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Proceedings Paper

Problems caused by regulatory delays and regulation
Author(s): Glenn Pelikan
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Paper Abstract

The focus of FDA regulation on medical devices has changed substantially since its beginning in 1976. The earliest focus of GMP inspections was education of both the Industry and the Agency. Approval of new products through the 510K Premarket Notification process was generally achieved within the regulatory intended time of ninety days. Agency evaluation of 510K applications was focused on comparison to approved devices. All this has changed. The focus of GMP inspection today is enforcement. Sometimes that enforcement is targeted and sometimes it is arbitrary and capricious. Companies have been shut down and warning letters are now frequent. Some of this focus change has been warranted. Industry has been slow in its efforts to become fully GMP compliant. Approvals of 510K’s are taking much longer. The FDA’s backlog is now one year. The number of submissions has not grown substantially in the last few years, rather the process has become much slower. The amount of detail requested has, in some cases, exceeded any reasonable expectation I might have had. Current trends, if continued, represent a threat to an innovative and competitive Device Industry. Current trends are explored and changes recommended to bring about a better balance between the Agency and the Industry. The focus of FDA regulation on medical devices has changed substantially since its beginning in 1976. The earliest focus of GMP inspections was education of both the Industry and the Agency. Approval of new products through the 510K Premarket Notification process was generally achieved within the regulatory intended time of ninety days. Agency evaluation of 510K applications was focused on comparison to approved devices.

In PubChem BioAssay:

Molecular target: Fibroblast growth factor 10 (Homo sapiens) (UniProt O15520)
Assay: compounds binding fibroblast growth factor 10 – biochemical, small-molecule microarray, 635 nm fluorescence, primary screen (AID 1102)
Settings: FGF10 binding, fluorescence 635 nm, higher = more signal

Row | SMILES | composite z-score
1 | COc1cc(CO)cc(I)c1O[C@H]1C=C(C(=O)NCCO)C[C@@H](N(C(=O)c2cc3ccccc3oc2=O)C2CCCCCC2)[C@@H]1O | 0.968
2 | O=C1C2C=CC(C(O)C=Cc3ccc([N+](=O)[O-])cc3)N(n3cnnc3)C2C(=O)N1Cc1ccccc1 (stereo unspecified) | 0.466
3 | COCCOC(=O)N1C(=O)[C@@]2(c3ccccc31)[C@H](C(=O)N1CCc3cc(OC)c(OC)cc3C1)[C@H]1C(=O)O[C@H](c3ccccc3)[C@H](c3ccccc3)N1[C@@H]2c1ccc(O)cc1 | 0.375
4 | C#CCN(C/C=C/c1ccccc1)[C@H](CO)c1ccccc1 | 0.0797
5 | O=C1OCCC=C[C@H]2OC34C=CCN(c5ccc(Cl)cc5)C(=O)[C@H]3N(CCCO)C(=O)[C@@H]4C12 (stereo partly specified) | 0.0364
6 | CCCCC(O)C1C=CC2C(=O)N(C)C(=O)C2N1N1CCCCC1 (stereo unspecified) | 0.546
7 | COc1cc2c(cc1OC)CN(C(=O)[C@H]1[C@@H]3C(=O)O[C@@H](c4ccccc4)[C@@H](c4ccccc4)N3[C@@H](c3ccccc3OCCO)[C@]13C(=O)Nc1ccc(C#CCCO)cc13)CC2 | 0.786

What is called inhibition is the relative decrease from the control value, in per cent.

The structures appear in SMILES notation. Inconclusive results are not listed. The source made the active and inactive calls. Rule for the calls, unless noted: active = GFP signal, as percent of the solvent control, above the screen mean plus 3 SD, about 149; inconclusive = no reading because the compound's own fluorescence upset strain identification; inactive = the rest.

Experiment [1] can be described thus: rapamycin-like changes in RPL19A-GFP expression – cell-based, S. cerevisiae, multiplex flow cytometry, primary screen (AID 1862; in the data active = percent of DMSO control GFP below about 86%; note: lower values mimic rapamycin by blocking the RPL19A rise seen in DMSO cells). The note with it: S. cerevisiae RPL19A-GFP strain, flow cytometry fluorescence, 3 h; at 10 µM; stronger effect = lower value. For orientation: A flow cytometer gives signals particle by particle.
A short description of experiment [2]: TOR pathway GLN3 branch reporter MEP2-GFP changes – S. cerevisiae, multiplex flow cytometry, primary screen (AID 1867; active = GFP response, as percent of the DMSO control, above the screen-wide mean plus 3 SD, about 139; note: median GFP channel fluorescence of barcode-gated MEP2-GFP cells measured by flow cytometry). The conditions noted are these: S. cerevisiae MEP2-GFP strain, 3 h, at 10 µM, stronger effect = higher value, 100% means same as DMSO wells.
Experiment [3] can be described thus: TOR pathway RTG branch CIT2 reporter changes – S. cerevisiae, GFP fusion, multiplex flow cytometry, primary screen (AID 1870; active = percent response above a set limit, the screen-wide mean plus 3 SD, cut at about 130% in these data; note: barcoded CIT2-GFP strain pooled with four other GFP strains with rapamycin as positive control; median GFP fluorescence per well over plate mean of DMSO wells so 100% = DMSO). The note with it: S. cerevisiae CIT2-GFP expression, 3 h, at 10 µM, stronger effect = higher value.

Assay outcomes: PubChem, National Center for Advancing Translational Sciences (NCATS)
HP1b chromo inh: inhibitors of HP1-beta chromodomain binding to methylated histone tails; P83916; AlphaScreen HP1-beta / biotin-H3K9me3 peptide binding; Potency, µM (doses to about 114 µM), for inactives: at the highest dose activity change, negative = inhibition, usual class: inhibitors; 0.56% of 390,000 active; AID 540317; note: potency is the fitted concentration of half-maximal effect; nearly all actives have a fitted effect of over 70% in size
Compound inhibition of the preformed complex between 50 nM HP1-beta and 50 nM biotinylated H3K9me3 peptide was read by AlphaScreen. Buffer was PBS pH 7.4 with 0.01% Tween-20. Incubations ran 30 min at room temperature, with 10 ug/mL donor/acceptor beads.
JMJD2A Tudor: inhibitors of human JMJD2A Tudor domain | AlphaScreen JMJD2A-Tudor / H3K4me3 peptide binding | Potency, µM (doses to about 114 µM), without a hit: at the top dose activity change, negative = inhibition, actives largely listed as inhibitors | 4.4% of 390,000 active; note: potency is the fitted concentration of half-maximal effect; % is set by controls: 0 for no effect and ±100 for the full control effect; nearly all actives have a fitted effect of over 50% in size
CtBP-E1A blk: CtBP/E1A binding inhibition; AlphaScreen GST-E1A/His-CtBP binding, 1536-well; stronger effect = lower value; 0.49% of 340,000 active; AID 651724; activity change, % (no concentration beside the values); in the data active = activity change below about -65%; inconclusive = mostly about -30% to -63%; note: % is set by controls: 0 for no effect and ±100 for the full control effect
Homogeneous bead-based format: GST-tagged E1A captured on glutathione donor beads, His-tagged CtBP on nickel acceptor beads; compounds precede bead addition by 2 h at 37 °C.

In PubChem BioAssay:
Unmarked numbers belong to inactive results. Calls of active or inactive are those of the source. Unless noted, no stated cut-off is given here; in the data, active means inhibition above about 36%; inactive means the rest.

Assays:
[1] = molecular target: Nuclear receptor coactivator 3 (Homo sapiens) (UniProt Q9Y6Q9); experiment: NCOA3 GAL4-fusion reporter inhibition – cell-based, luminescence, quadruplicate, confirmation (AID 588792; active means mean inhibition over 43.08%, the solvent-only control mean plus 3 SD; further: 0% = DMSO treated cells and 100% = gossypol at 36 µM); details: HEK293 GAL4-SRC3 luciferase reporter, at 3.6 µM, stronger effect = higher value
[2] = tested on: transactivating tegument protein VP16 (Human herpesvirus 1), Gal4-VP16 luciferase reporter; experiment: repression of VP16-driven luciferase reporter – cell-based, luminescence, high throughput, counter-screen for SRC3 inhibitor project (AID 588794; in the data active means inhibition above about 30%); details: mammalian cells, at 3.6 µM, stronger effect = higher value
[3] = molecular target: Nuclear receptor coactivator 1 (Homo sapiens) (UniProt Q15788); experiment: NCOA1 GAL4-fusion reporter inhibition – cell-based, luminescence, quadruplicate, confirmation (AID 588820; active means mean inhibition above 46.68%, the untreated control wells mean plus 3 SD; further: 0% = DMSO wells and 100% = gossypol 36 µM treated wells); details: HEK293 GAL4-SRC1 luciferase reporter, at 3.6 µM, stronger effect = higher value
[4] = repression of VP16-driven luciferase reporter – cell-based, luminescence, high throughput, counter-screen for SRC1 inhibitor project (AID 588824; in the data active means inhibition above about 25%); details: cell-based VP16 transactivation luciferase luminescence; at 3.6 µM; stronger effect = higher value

Paper Details

Date Published: 6 December 1994
PDF: 4 pages
Proc. SPIE 2307, Health Care Technology Policy I: The Role of Technology in the Cost of Health Care, (6 December 1994); doi: 10.1117/12.195460
Show Author Affiliations
Glenn Pelikan, Spacelabs (United States)


Published in SPIE Proceedings Vol. 2307:
Health Care Technology Policy I: The Role of Technology in the Cost of Health Care

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